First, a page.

*The rest of Nature's children have only 2 real interests, which are, in order: 1) the next meal; and 2) the next mate. I was about to posit that we have interests beyond food and sex. But come to think of it, in this sense we are very much in touch with Nature. There might be a rare exception here and there, of course. We're only human. But hooray for all of you gluttons, sluts, nymphomaniacs and ultrasexuals: in this one respect, you do not fall under the indictment of the so-called Naturalists.
*That said, we are almost alone in our constant preoccupation with and use of sex for some purpose other than reproduction. The entire existence of almost every other creature is centered on reproduction. We on the other hand have a never ending line of products and procedures to ensure that we can have sex more often than rabbits without the horrible side effect of actually having to deal with the most natural result of that act. Nature made it pleasurable so we would want to do it. We looked her in the face and said: Look, we'll do it like dogs in heat, we'll even call it a "reproductive" act, but we will tear that little nightmare out with a vacuum before we'll compromise our freedom, job, or wardrobe. If you believe in birth control like I do, admit to being WAY out of touch with Nature.
*We do not know where our food comes from. Noted naturalist Jason Adair would disagree that this constitutes a disconnect. (The only explanation for this stance is that he is heavily invested in McDonald's and its parent and subsidiary corporations.) I don't care if you know that the egg came from a chicken. Obviously any dumb-ass knows that. And only a dumb-ass would use that as proof that humans are connected in any way with nature through their food. We have taken the second most fundamentally natural act, namely, food consumption, and turned it into a pre-packaged jaunt down the aisles of a sterile, air conditioned supermarket. And you and I both think that is just great, or we'd be scavenging around the wilderness for whatever is in season, or sucking the blood from our fresh kill, or at least gardening.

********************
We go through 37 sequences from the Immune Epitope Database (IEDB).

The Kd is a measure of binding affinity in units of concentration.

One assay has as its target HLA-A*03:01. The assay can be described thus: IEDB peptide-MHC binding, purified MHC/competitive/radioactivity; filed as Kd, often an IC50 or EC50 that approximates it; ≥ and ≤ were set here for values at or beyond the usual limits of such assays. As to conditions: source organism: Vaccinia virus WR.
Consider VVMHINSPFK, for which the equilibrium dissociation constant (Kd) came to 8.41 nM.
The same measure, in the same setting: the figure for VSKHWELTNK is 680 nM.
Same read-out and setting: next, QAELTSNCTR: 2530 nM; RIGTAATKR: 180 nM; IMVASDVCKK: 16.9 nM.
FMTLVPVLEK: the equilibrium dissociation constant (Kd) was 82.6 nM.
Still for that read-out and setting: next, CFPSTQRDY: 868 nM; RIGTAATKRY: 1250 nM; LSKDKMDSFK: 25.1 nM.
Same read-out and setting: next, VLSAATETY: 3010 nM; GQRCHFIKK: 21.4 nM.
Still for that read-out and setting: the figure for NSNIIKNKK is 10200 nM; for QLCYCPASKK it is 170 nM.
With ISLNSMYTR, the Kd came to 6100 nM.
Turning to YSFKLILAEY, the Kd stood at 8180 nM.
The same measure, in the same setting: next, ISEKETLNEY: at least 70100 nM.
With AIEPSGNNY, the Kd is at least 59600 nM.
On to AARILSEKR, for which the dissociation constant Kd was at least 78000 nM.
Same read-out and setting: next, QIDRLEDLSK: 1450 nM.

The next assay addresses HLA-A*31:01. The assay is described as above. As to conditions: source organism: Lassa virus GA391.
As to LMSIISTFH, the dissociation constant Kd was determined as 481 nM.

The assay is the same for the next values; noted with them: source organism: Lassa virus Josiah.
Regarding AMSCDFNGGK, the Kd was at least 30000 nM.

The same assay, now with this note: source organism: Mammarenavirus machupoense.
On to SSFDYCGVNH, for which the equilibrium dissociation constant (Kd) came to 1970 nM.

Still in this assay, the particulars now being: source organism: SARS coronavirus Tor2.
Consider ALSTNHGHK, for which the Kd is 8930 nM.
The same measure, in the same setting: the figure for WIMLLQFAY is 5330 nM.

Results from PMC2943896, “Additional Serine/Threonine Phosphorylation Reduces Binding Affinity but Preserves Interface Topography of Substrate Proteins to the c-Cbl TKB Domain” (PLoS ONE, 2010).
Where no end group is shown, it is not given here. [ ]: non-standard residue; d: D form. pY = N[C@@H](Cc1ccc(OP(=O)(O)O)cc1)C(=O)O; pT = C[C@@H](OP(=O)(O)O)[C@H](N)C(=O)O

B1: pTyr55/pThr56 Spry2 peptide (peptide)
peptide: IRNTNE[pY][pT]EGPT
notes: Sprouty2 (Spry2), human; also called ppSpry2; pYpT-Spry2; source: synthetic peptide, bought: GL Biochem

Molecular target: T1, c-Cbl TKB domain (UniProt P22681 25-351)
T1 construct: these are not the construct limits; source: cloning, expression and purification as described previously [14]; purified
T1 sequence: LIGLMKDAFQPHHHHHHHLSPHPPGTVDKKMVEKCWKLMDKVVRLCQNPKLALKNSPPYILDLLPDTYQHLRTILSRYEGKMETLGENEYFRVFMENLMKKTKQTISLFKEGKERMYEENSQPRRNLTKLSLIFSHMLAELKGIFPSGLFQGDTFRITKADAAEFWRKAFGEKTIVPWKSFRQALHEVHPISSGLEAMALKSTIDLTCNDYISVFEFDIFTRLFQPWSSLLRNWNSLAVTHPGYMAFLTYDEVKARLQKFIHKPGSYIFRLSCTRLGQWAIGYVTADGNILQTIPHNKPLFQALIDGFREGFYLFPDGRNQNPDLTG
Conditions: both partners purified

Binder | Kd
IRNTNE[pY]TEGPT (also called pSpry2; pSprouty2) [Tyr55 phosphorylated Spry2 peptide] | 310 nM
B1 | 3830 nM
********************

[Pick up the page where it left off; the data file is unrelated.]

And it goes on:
So please join with me in seeking [un]natural spiritual renewal through Nature's gorgeous green places. Appreciate unspoiled wilderness. (You can even read Wordsworth and agree with him that people who don't are "dull of soul.") Please love your fellow creatures and preserve their habitats. You can even make Nature your religion, or at least part of it (if it isn't, then your religion is totally screwed up). But let's hunker down and admit that you and I are observing from the outside. And have been since we could be called Human. And there is nothing wrong with that.

2 commentaires:

.när'sĭ-sĭz'əm. a dit...

for a minute i had almost lost faith in reading something interesting on this interweb nonsense.

and ill shit in the street if i damn well want to.

[maybe not]

nice blog.

pssst a dit...

Where to begin. . . People (and animals) have always been at odds and in communion with nature. As humans progress technologically (thanks in part to the industrial revolution) we move further and further away from churning the earth, cutting and stacking wood, etc. If you think about it, how crazy is it that we spend energy and time on a bike for recreation (or mental health, spirituality etc.) just so we can get what our great ancestors (and people in other countries still, possbily this one too) get just by surviving day to day -- excersise, fresh air, sunshine, rain on their face. It's all too ridiculous if you think about it too hard. We "are losing our connection to nature" what a bafoon. . .that connection was lost a long time ago. Get a life is what I say to that guy.